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Huntington Woods, Michigan is a northern suburb of the Metro Detroit Region. Often known as the "City of Homes," the city is largely residential.

Huntington Woods is situated along the Woodward Corridor, the stretch of Metro Detroit neighborhoods and suburban communities along Woodward Avenue, which begins in the center of downtown Detroit and ends in downtown Pontiac. The city is bounded by 10 Mile Road in the south, 11 Mile Road in the north, Coolidge Highway to the west, and Woodward Avenue (M-1) to the east, although the southern portion of its eastern border is broken up. I-696 (Walter P. Reuther Freeway) runs parallel to, and just south of, 10 Mile Road in the south.

Huntington Woods abuts Berkley in the north, Royal Oak in the east and northeast, Oak Park in the west and south, and Pleasant Ridge in the southeast. Besides, Berkley, Oak Park, Pleasant Ridge, and Royal Oak, other incorporated cities and villages within twenty miles of Huntington Woods include Ferndale, Lathrup Village, Southfield, Clawson, Hazel Park, Birmingham, Madison Heights, Beverly Hills, Bingham Farms, Center Line, Bloomfield Hills, Franklin, Highland Park, Farmington Hills, Hamtramck, Warren, Troy, Farmington, Orchard Lake, Sylvan Lake, Detroit, Roseville, Keego Harbor, Fraser, Eastpointe, Sterling Heights, Auburn Hills, St. Clair Shores, Pontiac, Rochester Hills, Dearborn, Dearborn Heights, Livonia, Melvindale, Harper Woods, Grosse Pointe Woods, and Allen Park.

Although there are not many businesses in Huntington Woods, the southeastern portion of the city includes Rackham Golf Course and most of the Detroit Zoo. Public school students in Huntington Woods attend campuses of Berkley School District, although Burton Elementary School is the only school within the boundaries of Huntington Woods.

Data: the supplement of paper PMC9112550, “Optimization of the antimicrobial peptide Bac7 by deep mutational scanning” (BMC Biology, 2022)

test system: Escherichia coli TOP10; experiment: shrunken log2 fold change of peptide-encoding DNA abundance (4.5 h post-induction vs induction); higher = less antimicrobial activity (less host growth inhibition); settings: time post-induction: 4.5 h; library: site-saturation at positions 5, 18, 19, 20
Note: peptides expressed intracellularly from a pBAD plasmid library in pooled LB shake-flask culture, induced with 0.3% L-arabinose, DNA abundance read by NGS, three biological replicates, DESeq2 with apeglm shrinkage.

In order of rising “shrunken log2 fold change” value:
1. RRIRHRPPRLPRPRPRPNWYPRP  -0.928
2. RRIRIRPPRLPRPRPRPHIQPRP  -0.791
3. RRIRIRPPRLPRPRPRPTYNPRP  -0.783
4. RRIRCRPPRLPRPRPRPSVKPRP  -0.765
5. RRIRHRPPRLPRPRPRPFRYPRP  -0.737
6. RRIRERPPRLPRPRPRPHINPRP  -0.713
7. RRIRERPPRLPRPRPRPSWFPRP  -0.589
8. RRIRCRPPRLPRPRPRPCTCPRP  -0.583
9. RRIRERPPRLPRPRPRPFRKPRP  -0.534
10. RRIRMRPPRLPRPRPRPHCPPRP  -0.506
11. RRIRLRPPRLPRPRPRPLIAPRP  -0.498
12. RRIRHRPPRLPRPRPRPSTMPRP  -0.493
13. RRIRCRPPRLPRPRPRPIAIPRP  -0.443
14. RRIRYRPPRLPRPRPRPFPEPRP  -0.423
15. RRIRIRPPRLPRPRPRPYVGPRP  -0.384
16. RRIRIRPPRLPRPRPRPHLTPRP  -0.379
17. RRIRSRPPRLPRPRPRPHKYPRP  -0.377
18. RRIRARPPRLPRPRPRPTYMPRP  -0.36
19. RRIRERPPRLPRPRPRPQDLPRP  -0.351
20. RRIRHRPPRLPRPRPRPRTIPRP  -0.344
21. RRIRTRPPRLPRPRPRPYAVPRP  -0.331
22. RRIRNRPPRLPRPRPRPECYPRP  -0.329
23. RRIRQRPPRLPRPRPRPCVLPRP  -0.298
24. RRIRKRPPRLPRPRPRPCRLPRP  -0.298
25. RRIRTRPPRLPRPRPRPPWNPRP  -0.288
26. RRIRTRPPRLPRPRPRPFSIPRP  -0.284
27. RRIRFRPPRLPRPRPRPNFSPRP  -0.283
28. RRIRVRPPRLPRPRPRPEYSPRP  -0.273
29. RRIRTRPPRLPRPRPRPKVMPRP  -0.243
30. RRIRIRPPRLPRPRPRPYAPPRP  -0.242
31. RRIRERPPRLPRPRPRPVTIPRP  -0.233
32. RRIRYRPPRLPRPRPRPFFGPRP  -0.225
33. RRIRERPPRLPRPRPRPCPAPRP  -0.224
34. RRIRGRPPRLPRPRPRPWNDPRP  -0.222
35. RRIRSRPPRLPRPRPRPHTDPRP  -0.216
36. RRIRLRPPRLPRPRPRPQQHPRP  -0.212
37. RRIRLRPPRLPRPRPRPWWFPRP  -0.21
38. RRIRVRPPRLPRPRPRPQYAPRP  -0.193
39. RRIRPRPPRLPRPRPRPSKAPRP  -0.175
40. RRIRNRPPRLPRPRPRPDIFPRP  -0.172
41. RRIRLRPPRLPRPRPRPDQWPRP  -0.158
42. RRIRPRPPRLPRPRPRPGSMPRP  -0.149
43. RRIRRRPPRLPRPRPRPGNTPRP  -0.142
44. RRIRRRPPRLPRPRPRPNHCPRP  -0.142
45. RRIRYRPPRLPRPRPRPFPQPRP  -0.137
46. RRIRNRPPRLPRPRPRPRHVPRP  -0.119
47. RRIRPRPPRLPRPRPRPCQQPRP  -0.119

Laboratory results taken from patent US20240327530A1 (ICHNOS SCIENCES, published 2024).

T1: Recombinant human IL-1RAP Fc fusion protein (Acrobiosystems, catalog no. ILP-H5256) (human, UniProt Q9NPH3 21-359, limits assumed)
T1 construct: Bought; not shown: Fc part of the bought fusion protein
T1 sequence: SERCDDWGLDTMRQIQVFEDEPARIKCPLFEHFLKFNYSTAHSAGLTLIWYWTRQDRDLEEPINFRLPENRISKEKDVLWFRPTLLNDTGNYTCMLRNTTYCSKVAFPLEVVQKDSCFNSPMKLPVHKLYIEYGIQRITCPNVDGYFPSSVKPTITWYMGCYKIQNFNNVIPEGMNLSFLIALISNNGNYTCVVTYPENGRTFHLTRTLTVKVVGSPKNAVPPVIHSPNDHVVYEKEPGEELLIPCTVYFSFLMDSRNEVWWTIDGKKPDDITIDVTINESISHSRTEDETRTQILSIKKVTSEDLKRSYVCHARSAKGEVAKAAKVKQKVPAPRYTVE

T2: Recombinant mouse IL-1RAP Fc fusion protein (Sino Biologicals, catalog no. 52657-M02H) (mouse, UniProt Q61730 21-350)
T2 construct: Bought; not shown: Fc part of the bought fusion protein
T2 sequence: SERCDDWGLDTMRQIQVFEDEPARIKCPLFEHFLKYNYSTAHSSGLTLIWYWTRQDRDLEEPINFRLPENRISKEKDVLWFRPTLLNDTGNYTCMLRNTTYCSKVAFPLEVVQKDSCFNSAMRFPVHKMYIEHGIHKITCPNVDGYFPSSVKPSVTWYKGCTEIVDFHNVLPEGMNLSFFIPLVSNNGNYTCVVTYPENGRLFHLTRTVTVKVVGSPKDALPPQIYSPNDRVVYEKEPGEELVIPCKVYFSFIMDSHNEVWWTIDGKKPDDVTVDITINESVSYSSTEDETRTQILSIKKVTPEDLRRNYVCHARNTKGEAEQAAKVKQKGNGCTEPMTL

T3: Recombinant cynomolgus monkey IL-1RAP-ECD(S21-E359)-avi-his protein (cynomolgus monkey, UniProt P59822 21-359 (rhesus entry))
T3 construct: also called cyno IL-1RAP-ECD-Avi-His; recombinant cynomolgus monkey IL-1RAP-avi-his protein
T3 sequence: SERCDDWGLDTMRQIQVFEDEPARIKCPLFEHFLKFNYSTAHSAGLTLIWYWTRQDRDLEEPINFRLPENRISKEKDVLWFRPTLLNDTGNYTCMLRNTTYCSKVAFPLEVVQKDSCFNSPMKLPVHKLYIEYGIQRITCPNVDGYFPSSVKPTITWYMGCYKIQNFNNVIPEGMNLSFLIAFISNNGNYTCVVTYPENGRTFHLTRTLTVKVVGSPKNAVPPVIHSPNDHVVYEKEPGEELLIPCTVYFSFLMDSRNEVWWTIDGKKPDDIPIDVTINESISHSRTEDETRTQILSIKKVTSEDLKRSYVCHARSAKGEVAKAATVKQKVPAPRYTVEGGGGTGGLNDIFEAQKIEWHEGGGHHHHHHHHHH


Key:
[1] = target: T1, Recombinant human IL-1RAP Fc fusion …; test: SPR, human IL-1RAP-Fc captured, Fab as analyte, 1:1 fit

The peak population of Huntington Woods was 8,746 in 1960. This was followed by four decades of decline, but the city's population rose slightly in 2010, and is predicted to rise again, slightly, in 2020, with a population of approximately 6,200.

The area that became Huntington Woods was opened for European-American settlement after the Ottawa, Ojibwe, and Potawatomi lost their claim to the land in the 1821 Treaty of Chicago, which was signed by Michigan Territorial Governor Lewis Cass and Solomon Sibley, the first US Attorney for the Michigan Territory, as well as the first mayor of Detroit.

The first land grant in Huntington Woods was assigned to J. Lockwood, a veteran of the War of 1812, in 1824. Between 1830 and 1837, about a dozen people had acquired parcels of land ranging from 40 to 320 acres, although not all of them settled the land. A 1908 map shows ten houses in what is now part of the city, two of which were on a 320-acre parcel owned by Fred A. Baker, a Detroit attorney and businessman.

In 1916, Fred Remole, an early settler, platted a portion of his land as Banks Park, while other portions became the subdivisions of Huntington Woods, Manor, Bronx, and Huntington Park, and an unplatted tract known as Hannan's West. They were part of Royal Oak Township until they were incorporated together as the village of Huntington Woods in 1926, becoming a city in 1932. The city's name was probably a reference to the fact that the land was then wooded, and used for small game hunting.

The focus of this guide is on the City of Huntington Woods, Michigan. Although the city is mostly residential, any businesses, schools, churches, organizations, attractions, or events within the city are appropriate for this guide.



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